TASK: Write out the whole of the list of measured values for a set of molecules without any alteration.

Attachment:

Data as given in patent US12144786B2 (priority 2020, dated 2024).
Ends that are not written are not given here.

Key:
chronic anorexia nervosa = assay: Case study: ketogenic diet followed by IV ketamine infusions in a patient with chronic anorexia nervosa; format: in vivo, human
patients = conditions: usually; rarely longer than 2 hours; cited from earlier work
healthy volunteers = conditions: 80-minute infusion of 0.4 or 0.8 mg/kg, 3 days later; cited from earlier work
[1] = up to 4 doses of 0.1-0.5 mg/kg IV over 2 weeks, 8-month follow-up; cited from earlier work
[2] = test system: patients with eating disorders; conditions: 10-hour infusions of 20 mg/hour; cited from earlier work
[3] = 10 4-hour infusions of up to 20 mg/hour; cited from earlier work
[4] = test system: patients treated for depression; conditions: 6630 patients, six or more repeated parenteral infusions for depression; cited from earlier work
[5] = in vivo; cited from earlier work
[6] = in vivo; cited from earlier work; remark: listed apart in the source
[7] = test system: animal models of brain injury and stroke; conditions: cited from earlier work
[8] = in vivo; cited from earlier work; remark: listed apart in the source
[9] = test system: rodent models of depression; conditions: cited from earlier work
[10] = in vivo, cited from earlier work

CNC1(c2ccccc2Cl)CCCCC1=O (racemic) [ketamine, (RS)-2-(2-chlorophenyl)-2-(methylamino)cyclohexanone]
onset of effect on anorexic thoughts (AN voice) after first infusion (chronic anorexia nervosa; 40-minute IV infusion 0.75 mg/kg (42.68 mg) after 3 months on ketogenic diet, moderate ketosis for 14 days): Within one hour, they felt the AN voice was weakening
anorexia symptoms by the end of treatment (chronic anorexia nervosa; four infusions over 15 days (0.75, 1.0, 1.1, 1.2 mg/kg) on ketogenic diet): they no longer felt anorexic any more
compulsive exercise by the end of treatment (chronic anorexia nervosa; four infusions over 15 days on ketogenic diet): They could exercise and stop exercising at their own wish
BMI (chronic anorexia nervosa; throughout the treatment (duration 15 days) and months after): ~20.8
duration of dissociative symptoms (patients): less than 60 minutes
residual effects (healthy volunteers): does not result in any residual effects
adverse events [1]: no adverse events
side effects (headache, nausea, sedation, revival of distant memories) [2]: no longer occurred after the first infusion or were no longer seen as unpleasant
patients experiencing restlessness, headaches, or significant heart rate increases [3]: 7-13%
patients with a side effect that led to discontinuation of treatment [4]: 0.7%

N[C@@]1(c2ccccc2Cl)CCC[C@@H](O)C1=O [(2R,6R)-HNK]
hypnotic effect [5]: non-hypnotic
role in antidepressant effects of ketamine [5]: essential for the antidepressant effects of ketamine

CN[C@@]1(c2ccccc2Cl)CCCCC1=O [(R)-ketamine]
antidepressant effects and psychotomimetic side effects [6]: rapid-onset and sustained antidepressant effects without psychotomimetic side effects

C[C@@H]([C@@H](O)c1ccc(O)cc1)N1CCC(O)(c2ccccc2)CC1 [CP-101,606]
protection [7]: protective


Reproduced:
Data as given in patent US12144786B2 (priority 2020, dated 2024).
Ends that are not written are not given here.

Key:
chronic anorexia nervosa = assay: Case study: ketogenic diet followed by IV ketamine infusions in a patient with chronic anorexia nervosa; format: in vivo, human
patients = conditions: usually; rarely longer than 2 hours; cited from earlier work
healthy volunteers = conditions: 80-minute infusion of 0.4 or 0.8 mg/kg, 3 days later; cited from earlier work
[1] = up to 4 doses of 0.1-0.5 mg/kg IV over 2 weeks, 8-month follow-up; cited from earlier work
[2] = test system: patients with eating disorders; conditions: 10-hour infusions of 20 mg/hour; cited from earlier work
[3] = 10 4-hour infusions of up to 20 mg/hour; cited from earlier work
[4] = test system: patients treated for depression; conditions: 6630 patients, six or more repeated parenteral infusions for depression; cited from earlier work
[5] = in vivo; cited from earlier work
[6] = in vivo; cited from earlier work; remark: listed apart in the source
[7] = test system: animal models of brain injury and stroke; conditions: cited from earlier work
[8] = in vivo; cited from earlier work; remark: listed apart in the source
[9] = test system: rodent models of depression; conditions: cited from earlier work
[10] = in vivo, cited from earlier work

CNC1(c2ccccc2Cl)CCCCC1=O (racemic) [ketamine, (RS)-2-(2-chlorophenyl)-2-(methylamino)cyclohexanone]
onset of effect on anorexic thoughts (AN voice) after first infusion (chronic anorexia nervosa; 40-minute IV infusion 0.75 mg/kg (42.68 mg) after 3 months on ketogenic diet, moderate ketosis for 14 days): Within one hour, they felt the AN voice was weakening
anorexia symptoms by the end of treatment (chronic anorexia nervosa; four infusions over 15 days (0.75, 1.0, 1.1, 1.2 mg/kg) on ketogenic diet): they no longer felt anorexic any more
compulsive exercise by the end of treatment (chronic anorexia nervosa; four infusions over 15 days on ketogenic diet): They could exercise and stop exercising at their own wish
BMI (chronic anorexia nervosa; throughout the treatment (duration 15 days) and months after): ~20.8
duration of dissociative symptoms (patients): less than 60 minutes
residual effects (healthy volunteers): does not result in any residual effects
adverse events [1]: no adverse events
side effects (headache, nausea, sedation, revival of distant memories) [2]: no longer occurred after the first infusion or were no longer seen as unpleasant
patients experiencing restlessness, headaches, or significant heart rate increases [3]: 7-13%
patients with a side effect that led to discontinuation of treatment [4]: 0.7%

N[C@@]1(c2ccccc2Cl)CCC[C@@H](O)C1=O [(2R,6R)-HNK]
hypnotic effect [5]: non-hypnotic
role in antidepressant effects of ketamine [5]: essential for the antidepressant effects of ketamine

CN[C@@]1(c2ccccc2Cl)CCCCC1=O [(R)-ketamine]
antidepressant effects and psychotomimetic side effects [6]: rapid-onset and sustained antidepressant effects without psychotomimetic side effects

C[C@@H]([C@@H](O)c1ccc(O)cc1)N1CCC(O)(c2ccccc2)CC1 [CP-101,606]
protection [7]: protective